Passions burn as Olympic Torch reaches London

One of the things that I enjoy about working in the media is being in the thick of key moments as they happen.

Until yesterday my two top faves were helping to cover events at Canary Wharf on September 11, 2001 for BBC London, and working on 5 Live Breakfast on the morning of 2000 US presidential elections results when George Bush won…then lost…then won again. 

But being on the streets of London yesterday with Amnesty supporters to draw attention to China’s human rights record as the Olympic Torch passed by has definitely taken a top position. Nearly 200 Amnesty supporters braved the snow and bitterly cold weather to line the streets of London with our ‘Human Rights for China’ placards and banners.  Here are just some of the great pictures taken by Jussi – one Amnesty supporter who took part.

While Chris Snow – another Amnesty member – and I were giving a radio interview at Somerset House we caught a great view of the torch despite it being surrounded by a Chinese delegation and about three dozen police officers who were shielding the runner. 

It’s definitely fair to say that yesterday’s events were not without commotion, and it looks as though today’s events in Paris are just as lively. 

Yesterday protesters were out in the thousands and they took on all forms. Some went to disrupt, some went to support and others wanted to use the opportunity to remind people about other issues affecting China.  But one thing is certain – while protestors came under all sorts of banners, one thing is clear, each person had the right to protest peacefully.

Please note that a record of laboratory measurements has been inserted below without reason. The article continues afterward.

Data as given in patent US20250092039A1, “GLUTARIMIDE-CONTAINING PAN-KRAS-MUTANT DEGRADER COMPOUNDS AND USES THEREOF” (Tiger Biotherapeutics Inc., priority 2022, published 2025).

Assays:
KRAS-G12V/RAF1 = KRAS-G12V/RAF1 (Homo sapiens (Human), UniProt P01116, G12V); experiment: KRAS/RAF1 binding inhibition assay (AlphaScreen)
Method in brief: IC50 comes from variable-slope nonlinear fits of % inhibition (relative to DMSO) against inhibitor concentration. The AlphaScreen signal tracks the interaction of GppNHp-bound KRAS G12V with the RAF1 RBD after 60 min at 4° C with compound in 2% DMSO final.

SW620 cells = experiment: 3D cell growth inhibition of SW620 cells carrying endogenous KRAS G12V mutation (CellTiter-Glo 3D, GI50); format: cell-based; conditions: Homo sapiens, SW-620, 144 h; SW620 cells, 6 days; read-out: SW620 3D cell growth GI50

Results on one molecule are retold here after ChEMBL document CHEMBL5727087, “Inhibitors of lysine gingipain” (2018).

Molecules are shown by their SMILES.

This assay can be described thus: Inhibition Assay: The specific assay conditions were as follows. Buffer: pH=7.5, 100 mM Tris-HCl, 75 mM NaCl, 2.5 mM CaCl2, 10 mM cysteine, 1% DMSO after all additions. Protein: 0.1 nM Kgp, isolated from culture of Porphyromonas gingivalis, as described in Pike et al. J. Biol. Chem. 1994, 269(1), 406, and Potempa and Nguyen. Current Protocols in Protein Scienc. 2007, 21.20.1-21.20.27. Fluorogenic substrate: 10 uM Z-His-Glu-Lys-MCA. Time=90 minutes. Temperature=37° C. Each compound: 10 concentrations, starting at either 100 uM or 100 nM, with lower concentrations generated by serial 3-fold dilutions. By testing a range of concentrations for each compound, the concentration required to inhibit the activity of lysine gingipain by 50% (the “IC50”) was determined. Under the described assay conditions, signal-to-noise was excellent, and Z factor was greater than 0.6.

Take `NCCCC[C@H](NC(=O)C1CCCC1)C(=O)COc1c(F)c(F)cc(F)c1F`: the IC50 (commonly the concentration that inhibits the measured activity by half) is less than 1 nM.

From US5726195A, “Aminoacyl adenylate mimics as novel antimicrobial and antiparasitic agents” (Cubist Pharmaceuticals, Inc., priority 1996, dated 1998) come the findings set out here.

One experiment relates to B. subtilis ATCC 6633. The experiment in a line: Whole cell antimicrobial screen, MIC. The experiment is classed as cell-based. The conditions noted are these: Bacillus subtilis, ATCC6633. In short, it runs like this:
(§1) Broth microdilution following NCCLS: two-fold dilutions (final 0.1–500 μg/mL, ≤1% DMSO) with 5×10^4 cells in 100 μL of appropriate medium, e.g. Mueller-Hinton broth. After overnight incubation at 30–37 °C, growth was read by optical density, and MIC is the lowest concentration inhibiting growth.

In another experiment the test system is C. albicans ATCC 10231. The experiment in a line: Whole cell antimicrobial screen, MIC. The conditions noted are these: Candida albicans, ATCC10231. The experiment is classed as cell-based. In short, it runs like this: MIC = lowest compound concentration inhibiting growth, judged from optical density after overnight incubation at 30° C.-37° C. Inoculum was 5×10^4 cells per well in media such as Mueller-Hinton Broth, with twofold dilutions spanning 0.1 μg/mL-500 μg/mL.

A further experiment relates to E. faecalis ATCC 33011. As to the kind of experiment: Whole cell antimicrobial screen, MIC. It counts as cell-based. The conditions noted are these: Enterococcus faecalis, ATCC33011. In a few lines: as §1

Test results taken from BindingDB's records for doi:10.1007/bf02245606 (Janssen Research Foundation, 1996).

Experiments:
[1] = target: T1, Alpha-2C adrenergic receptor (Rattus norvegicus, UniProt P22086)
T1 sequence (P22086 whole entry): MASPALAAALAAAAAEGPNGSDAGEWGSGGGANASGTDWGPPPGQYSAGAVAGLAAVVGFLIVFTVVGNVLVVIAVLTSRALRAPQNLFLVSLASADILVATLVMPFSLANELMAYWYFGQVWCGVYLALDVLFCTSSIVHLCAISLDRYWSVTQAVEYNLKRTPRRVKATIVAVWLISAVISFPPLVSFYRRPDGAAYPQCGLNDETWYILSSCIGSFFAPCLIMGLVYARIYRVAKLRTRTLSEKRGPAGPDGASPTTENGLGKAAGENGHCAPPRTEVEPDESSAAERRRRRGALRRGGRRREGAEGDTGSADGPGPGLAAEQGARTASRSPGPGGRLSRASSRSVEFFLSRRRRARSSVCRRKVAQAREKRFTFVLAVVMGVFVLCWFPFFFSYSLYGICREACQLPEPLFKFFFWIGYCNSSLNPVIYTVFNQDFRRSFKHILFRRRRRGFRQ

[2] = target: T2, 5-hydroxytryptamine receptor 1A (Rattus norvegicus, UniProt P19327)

This is a basic right given to every human being. But unfortunately this is a right that is denied to the one billion people of China.  Should people in China dare to speak out, they face arrest or imprisonment. And that’s just one of the reason why Amnesty supporters took to the streets here in London.

As Lizzy – another of our activists who took to the streets yesterday – put it, Amnesty was there to remind China’s authorities of the promise it made to improve the country’s human rights record in the run-up to the Olympics.  So far they haven’t – if anything the situation for some has got worse. 

Go to www.amnesty.org.uk/china to find out more!

For those of you missed out on yesterday’s opportunity to take part in our Olympic Torch Relay demonstration or if you want to take to the streets again to campaign for another burning issue, join Amnesty supporters and others for this Sunday’s Global Day for Darfur. 

The conflict in Darfur has been raging for five years now. This Sunday Amnesty, Human Rights Watch and other organisations are calling on as many people as possible to take to the streets to call for greater protection of the men, women and children affected by this conflict. 

A report out by Human Rights Watch today highlights how women and girls in the region have suffered extreme sexual violence. Have a read on BBC News Online when you can.

About Amnesty UK Blogs
Our blogs are written by Amnesty International staff, volunteers and other interested individuals, to encourage debate around human rights issues. They do not necessarily represent the views of Amnesty International.
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